As I set about writing today's post yesterday morning, pulling together notes and links on a health-related story, the teevee news droning in the background interrupted itself with the announcement of shootings in Baton Rouge.
It took me a couple of minutes to work out that this was not related to the killing of Alton Sterling in that Louisiana city two weeks ago. It was new violence, new deaths.
This on top of the attempted coup in Turkey that had consumed the news for the previous two days killing 265 people, following on the 84 dead in Nice three days earlier.
And so on.
Another day, another terror attack.
Another day, another mass killing.
Another day, dozens more dead.
It's all so ordinary now, isn't it. Even expected. And that is deeply unsettling.
But we are only halfway through the month of July and the number of attacks – domestic and terror – is stupefying.
• July 1, Baghdad: 6 dead
• July 1 Dhaka: 29 dead
• July 3 Baghdad: 309 dead
• July 5 Baton Rouge: 1 (Alton Sterling)
• July 6 Minnesota: 1 (Philando Castile)
• July 7 Michigan: 3 dead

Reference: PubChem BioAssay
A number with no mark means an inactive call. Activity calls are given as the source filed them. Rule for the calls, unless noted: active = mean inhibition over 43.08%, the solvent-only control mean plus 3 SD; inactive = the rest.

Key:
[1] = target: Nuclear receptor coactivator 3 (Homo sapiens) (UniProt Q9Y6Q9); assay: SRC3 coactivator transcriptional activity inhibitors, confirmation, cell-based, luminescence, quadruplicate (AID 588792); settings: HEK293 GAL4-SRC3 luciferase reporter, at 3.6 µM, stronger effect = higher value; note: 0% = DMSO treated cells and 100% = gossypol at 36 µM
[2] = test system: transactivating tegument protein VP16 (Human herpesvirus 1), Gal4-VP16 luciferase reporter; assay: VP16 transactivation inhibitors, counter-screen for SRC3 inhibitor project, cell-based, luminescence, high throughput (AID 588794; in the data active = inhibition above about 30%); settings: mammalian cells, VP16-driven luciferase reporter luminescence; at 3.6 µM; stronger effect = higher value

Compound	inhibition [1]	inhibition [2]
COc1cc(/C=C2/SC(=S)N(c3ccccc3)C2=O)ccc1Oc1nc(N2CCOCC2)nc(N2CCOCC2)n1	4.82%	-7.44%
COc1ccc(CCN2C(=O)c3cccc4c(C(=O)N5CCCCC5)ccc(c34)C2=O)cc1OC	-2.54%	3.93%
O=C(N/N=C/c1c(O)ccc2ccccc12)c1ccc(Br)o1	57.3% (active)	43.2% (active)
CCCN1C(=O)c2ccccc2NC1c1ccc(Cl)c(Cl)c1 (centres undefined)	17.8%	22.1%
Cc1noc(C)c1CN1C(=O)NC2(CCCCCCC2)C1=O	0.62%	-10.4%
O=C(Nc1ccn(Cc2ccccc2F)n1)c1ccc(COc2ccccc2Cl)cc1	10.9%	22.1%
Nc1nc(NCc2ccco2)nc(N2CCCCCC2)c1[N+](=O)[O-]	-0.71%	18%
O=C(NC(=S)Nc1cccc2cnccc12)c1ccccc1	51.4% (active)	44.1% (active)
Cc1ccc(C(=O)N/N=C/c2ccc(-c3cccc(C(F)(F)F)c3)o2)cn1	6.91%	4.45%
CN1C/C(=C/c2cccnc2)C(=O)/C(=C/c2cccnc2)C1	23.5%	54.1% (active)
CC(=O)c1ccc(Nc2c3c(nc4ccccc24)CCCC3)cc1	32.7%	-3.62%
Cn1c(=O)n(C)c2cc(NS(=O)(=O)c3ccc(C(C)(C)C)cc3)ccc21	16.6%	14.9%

• July 7 Dallas: 5 dead (police officers)
• July 14 Nice: 84 dead
• July 17 near Orlando: 2 dead
• July 17 Baton Rouge: 3 dead (police officers)
Coming on the heels of horror in Orlando in June, those are only the shootings and terror attacks that have been most widely reported. You can see an up-to-date, full list of U.S. killings at the Gun Violence Archive.
Have I missed any? Oh god. So many that it numbs the mind. The awful part that prompted this blog post is that I can't remember the names of the places without a cheat sheet anymore, let alone the people - BECAUSE THERE ARE SO MANY.
Not to pile on, but Wikipedia keeps a running list of worldwide terrorist attacks – this one is the list for July.
A side note about that last link: I take issue with the classification of two listings because yesterday's shootings of three police officers in Baton Rouge do not appear to be terror-related. And I do not believe the truck attack in Nice last week was ISIS-inspired as most media have reported based only on the killer's Arabic name. At least one watchdog group agrees with me.
But those mistaken classifications are piffle. It hardly matters in the greater sense of a world that is going mad, and I don't know how to understand it.
The media and our leaders react to the individual events with platitudes never acknowledging the increasing frequency of multiple deaths one after another or that something has come unhinged in our world.
No one is doing anything useful. Moments of silence and prayer are not working.
It worries and frightens me that three and four and five occurrences (!) of terror attacks and multiple gun deaths in any given week will soon be the new normal – which can and will happen if it goes on at this pace much longer.
How do we change this? Who will do it?